The summer months fly by as camp seasons end

Photo by Jason Kaplan Village campers Ethan Greenblatt, Landon Lavallee, and Noah Chyla palaver while eating lunch.

Photo by Jason Kaplan
Village campers Ethan Greenblatt, Landon Lavallee, and Noah Chyla palaver while eating lunch.

Nearly 240 children attended summer camp in the town and village this year. Unfortunately, their season of fun came to an end this week.

Both camps featured a number of trips including visits to Splashdown, Tarsio Lanes, and the firemen’s fair.  It remained cloudy, but warm, when the town campers went to Splashdown, but the village campers had a little bit of help getting wet from Mother Nature – it rained half the day.

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Trustees investigate ADA compliant sidewalks

The crosswalk in front of Cornwall-on-Hudson Elementary School is not wheelchair accessible. The Cornwall-on-Hudson Board of Trustees is considering spending around $18,000 so the crosswalk is ADA compliant.

The crosswalk in front of Cornwall-on-Hudson Elementary School is not wheelchair accessible. The Cornwall-on-Hudson Board of Trustees is considering spending around $18,000 to make the crosswalk is ADA compliant.

AROUND VILLAGE HALL

ADA compliance. Superintendent of Public Works David Halvorsen said he received one quote, in the amount of $18,000, to make the sidewalks in front of the fire house and Cornwall-on-Hudson Elementary School ADA compliant. Cuts need to be made into the sidewalk to provide wheelchair access to the cross walk. The school district has already created a ramp to access the school grounds. Halvorsen said the problem is the contractor would need to be registered with the state Department of Transportation, and because Hudson Street is a state road, flaggers and an engineer would need to be present until the work is completed. Halvorsen is also hearing because it’s a small job, it isn’t really profitable. Trustee David Carnright asked if grant money is available since the project would benefit the school district. Mayor Brendan Coyne said he’d reach out to Senator Bill Larkin and Assemblyman James Skoufis. Coyne said he’d like to see the project completed before the school year begins.

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Natural bug repellent developed in Cornwall-on-Hudson

Max Loskutnikov and Dino Alexander have developed an all-natural alternative to bug repellent containing chemicals. The repellent comes in a spray and lotion and is effective in warding off ticks and mosquitos.

Max Loskutnikov and Dino Alexander have developed an all-natural alternative to bug repellent containing chemicals. The repellent comes in a spray and lotion and is effective in warding off ticks and mosquitos.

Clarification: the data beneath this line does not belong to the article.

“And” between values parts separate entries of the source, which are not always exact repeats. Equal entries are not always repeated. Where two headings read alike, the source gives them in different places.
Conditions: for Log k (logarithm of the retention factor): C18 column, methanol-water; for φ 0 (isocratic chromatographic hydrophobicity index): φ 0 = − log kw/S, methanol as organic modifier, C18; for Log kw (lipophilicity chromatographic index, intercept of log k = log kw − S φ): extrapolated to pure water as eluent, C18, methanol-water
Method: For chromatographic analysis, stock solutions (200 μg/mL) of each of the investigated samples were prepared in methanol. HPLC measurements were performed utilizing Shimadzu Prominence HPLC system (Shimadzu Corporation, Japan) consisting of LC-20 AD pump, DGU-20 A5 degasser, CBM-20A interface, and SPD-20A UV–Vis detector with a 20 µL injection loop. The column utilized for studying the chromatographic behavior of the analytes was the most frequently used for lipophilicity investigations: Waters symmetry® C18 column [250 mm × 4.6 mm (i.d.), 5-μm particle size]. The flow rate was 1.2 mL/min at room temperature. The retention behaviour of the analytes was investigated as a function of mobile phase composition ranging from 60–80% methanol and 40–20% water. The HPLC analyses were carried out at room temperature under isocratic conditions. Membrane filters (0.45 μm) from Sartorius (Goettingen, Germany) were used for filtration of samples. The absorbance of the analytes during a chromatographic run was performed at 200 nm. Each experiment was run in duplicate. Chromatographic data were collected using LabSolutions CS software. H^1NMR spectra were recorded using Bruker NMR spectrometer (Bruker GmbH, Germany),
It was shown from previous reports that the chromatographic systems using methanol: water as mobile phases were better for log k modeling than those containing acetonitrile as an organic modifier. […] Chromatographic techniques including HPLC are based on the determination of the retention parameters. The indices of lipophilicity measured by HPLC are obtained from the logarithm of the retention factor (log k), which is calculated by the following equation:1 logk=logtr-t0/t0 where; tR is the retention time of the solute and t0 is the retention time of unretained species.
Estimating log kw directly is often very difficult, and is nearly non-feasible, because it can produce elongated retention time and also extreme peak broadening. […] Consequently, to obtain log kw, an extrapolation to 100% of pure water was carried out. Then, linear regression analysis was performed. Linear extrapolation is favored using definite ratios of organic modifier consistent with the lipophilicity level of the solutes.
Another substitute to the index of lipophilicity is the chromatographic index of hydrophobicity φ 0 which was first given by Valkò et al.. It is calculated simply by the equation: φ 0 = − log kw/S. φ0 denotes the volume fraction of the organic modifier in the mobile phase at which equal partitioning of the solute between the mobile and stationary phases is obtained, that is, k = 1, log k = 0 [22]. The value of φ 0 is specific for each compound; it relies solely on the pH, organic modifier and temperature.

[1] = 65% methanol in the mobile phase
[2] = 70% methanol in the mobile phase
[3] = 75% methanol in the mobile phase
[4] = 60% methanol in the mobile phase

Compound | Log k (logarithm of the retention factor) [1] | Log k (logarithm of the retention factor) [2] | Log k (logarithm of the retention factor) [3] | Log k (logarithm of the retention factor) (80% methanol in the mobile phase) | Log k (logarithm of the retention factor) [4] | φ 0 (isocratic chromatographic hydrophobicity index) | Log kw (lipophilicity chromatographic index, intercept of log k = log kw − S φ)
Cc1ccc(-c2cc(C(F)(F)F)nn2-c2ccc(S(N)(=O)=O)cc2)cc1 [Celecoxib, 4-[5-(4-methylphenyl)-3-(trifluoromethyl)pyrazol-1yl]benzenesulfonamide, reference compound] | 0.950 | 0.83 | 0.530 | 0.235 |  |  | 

Max Loskutnikov and Dino Alexander have lived on Duncan Avenue in Cornwall-on-Hudson for two years. They enjoy hiking Mount Beacon and Storm King Mountain, as well spending time at Donahue Memorial Park with their two dogs Jack and Vicka. What they don’t like is having to apply bug repellent containing chemicals, so they decided to create and market an all-natural alternative.

“I have allergies to most of them,” Loskutnikov said. “You have to apply a lot in order for them to work. We were looking for something with fewer chemicals and safer to use. We started researching and found the Centers for Disease Control and Prevention.”

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Crowd ignores rain, hears Memorial Day stories

It was too wet to use a microphone, so guests moved up front, and mingled with volunteers in uniform, so they could hear.

It was too wet to use a microphone, so guests moved up front, and mingled with volunteers in uniform, so they could hear.

Since World War I, Orange County has lost 832 residents in battle. But we remember more than numbers on Memorial Day. We remember the stories.

This year’s observance was held in the rain. It was too wet to use a microphone. So American Legion Commander Peter Kurpeawski asked the crowd to gather around him — rather than stand across the street behind the rows of firefighters.

And in spite of the weather, there was a crowd. Judy Rothman and Tom Quinlan shared an umbrella as they received medals and plaques from the legion commander. Mrs. Rothman was a Red Cross volunteer in the combat zone during the Vietnam War. Mr. Quinlan has been a legion member for 42 years, and has served as both a post and a county commander.

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Village Board adopts new fees

Brendan Coyne was sworn in as mayor during Monday night’s reorgaization meeting. He is starting his fourth term.

Brendan Coyne was sworn in as mayor during Monday night’s reorgaization meeting. He is starting his fourth term.

Cornwall-on-Hudson residents searching for something new in the 2017-18 fiscal year might take interest in the new schedule of fees adopted at the reorganization meeting Monday night.

The meeting kicked off with the swearing in of Mayor Brendan Coyne (starting his fourth term), and Trustees Mark Edsall (10th term) and David Carnright (third term). Coyne then appointed Edsall as his deputy mayor, a title he’s held for six years.